As AT&T launched LTE services in the US, Signals Research took the new network out for a spin

Michelle Donegan

September 19, 2011

2 Min Read
AT&T LTE Test-Drive Results Revealed

As AT&T Inc. (NYSE: T) officially launched Long Term Evolution (LTE) in five cities on Sunday, the first performance results of the newest U.S. LTE network have been revealed and the downloads are fast.

Signals Research Group conducted a test-drive of AT&T's LTE network in Houston. For the test, the firm transferred 88.8 Gbytes of data over a three-day period, using the Sierra Wireless Inc. (Nasdaq: SWIR; Toronto: SW) USBConnect Momentum 4G dongle, and covered 205.6 miles of the Houston area.

The key findings are as follows:

  • The average downlink speed was 23.6 Mbit/s and the peak data rate was 61.1 Mbit/s, which "meaningfully exceeded" the expectations of Signals Research. The data rate was higher than 5 Mbit/s for 95 percent of the time.

  • The average uplink speed was 15.2 Mbit/s with a peak rate of 23.6 Mbit/s, which was "much higher than we anticipated," according to Signals Research. The uplink data rate exceeded 5 Mbit/s 98.2 percent of the time. [Ed note: As a shared medium, wireless networks typically slow down as they get loaded up with customers, so it will be worth checking these speeds again in a year.]

  • The average latency was 49 milliseconds with a minimum value of 40 milliseconds. According the Signals Research, this was "higher [worse] than we were expecting based on the capabilities of LTE and our experiences with testing networks in Europe."

  • For the handover between LTE and HSPA+, it took 2.4 seconds for the device to drop the LTE connection and establish a connection on the HSPA+ network, which Signals described as "relatively seamless for a data connection."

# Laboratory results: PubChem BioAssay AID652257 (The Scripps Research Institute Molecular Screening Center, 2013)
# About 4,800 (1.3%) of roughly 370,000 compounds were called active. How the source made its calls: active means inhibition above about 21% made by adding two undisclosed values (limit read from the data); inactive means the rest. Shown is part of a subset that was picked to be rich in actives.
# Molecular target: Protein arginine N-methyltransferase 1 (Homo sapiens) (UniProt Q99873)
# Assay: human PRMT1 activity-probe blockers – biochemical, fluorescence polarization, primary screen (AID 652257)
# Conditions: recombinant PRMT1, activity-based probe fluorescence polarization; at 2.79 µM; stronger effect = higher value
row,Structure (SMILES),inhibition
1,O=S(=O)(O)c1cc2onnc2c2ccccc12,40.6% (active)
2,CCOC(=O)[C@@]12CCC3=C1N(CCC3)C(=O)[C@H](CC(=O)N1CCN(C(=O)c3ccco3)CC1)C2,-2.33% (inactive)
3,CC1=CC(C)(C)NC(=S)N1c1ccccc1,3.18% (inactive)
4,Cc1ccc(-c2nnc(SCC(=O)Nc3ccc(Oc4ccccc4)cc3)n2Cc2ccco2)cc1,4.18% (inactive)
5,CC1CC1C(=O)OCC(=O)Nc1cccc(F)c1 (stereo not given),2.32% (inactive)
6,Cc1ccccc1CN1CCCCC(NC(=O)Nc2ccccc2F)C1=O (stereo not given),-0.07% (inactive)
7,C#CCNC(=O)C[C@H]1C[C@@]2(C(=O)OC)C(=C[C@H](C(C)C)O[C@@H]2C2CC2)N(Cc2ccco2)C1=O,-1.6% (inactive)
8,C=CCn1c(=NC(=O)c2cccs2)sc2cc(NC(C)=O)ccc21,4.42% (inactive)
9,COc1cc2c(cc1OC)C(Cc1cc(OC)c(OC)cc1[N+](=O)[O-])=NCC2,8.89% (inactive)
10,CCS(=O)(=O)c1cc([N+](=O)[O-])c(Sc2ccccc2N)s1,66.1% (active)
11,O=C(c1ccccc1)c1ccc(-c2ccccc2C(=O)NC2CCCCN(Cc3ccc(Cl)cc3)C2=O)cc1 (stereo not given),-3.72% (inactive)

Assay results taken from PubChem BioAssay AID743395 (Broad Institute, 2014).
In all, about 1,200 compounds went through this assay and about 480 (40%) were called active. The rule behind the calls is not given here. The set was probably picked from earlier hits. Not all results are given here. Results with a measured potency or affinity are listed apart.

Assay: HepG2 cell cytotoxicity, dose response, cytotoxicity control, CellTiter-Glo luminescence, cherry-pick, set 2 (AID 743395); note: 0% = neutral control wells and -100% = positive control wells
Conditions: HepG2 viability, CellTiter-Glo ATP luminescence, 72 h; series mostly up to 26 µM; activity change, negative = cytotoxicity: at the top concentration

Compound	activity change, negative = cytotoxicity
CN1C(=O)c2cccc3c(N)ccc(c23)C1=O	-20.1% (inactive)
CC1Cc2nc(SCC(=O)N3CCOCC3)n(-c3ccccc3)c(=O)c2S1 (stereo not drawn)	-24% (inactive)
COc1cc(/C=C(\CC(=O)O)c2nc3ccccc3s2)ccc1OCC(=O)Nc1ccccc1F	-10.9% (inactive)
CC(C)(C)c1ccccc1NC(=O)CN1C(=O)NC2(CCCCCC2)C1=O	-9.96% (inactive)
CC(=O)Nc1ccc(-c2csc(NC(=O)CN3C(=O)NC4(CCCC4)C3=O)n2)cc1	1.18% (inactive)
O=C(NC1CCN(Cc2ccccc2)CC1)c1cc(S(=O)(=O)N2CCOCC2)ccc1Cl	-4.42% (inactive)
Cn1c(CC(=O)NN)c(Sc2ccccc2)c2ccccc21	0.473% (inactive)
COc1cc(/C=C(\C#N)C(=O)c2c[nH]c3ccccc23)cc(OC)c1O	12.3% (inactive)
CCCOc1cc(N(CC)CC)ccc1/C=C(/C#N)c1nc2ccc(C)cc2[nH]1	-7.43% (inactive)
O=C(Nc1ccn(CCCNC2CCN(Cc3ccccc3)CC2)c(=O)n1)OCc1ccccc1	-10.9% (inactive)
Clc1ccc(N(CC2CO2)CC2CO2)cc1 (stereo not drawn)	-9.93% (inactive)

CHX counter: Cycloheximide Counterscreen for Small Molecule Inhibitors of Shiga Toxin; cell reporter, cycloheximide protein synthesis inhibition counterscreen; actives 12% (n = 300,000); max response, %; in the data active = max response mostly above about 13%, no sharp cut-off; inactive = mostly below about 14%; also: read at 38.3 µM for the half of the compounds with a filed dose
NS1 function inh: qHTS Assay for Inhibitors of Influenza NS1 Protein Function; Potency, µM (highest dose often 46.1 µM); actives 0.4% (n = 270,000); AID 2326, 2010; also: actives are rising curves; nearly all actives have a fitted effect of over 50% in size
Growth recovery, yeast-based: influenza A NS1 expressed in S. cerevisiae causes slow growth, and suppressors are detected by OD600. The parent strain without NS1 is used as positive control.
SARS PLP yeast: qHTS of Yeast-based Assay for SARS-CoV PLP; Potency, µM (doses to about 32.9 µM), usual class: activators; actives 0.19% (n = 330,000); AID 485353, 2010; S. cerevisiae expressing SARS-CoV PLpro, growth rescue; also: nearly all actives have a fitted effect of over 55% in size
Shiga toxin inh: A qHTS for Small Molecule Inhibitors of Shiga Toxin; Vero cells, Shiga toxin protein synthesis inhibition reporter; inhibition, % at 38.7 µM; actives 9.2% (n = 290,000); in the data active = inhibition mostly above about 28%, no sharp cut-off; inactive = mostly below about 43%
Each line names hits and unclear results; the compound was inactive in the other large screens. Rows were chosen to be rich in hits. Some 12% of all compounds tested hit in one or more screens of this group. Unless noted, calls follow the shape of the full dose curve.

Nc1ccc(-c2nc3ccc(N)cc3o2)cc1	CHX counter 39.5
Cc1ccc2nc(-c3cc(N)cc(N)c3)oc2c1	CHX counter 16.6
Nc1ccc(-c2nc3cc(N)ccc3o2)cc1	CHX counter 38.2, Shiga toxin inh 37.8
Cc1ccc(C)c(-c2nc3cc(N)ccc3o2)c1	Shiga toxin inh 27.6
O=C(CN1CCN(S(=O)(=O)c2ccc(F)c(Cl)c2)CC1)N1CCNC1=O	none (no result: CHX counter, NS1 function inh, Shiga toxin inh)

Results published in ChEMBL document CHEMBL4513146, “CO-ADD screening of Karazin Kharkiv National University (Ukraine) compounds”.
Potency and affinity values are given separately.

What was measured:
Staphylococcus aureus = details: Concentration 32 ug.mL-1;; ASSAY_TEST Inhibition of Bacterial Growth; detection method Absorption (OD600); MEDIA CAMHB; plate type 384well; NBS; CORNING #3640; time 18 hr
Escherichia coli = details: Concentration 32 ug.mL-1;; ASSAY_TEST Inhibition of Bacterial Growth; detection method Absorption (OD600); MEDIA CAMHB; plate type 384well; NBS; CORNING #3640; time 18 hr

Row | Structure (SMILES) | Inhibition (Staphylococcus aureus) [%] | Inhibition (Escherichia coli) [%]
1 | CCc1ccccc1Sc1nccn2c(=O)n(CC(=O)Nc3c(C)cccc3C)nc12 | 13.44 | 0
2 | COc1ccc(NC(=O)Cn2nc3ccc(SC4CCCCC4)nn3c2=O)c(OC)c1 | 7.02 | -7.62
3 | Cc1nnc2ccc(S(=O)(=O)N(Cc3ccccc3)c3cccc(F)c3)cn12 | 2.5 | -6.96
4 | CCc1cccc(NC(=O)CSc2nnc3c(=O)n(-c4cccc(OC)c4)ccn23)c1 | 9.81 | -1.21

AT&T has launched LTE networks in Atlanta, Chicago, Dallas, Houston and San Antonio. The operator plans to offer LTE in at least 15 markets, covering 70 million people, by the end of the year.

Why this matters
These are the first insights into the performance of AT&T's new LTE network in the U.S. and provide an early benchmark for user expectations. As for the worse-than-expected latency results, Signals explained that the findings were on a par with other LTE networks in North America.

For more
For more on Ma Bell's LTE, please see these stories.

  • AT&T LTE Launch Set for Sunday

  • AT&T/T-Mobile: Nationwide LTE Within 6 Years

  • AT&T's First LTE Tab Is for Big Spenders

  • AT&T Offers $700 HTC LTE Tablet

  • LiTE Bites: LightSquared's 12 & AT&T in Chicago

— Michelle Donegan, European Editor, Light Reading Mobile

About the Author(s)

Michelle Donegan

Michelle Donegan is an independent technology writer who has covered the communications industry for the last 20 years on both sides of the Pond. Her career began in Chicago in 1993 when Telephony magazine launched an international title, aptly named Global Telephony. Since then, she has upped sticks (as they say) to the UK and has written for various publications including Communications Week International, Total Telecom and, most recently, Light Reading.  

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